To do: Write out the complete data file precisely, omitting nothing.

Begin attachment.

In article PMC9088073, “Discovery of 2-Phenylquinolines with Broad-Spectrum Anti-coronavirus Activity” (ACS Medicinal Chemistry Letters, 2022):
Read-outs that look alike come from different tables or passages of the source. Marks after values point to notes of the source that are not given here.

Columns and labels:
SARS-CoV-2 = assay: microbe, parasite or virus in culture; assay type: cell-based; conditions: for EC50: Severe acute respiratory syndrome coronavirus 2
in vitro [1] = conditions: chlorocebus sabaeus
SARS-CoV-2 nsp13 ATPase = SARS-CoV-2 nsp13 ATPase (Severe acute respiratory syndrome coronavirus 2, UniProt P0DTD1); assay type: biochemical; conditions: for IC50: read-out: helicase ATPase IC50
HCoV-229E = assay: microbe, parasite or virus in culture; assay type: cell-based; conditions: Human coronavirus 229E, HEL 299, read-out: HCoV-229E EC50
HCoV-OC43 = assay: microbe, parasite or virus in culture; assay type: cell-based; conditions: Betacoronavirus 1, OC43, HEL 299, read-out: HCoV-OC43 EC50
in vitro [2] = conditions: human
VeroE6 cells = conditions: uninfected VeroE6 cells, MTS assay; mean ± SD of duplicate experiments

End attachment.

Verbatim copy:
In article PMC9088073, “Discovery of 2-Phenylquinolines with Broad-Spectrum Anti-coronavirus Activity” (ACS Medicinal Chemistry Letters, 2022):
Read-outs that look alike come from different tables or passages of the source. Marks after values point to notes of the source that are not given here.

Columns and labels:
SARS-CoV-2 = assay: microbe, parasite or virus in culture; assay type: cell-based; conditions: for EC50: Severe acute respiratory syndrome coronavirus 2
in vitro [1] = conditions: chlorocebus sabaeus
SARS-CoV-2 nsp13 ATPase = SARS-CoV-2 nsp13 ATPase (Severe acute respiratory syndrome coronavirus 2, UniProt P0DTD1); assay type: biochemical; conditions: for IC50: read-out: helicase ATPase IC50
HCoV-229E = assay: microbe, parasite or virus in culture; assay type: cell-based; conditions: Human coronavirus 229E, HEL 299, read-out: HCoV-229E EC50
HCoV-OC43 = assay: microbe, parasite or virus in culture; assay type: cell-based; conditions: Betacoronavirus 1, OC43, HEL 299, read-out: HCoV-OC43 EC50
in vitro [2] = conditions: human
VeroE6 cells = conditions: uninfected VeroE6 cells, MTS assay; mean ± SD of duplicate experiments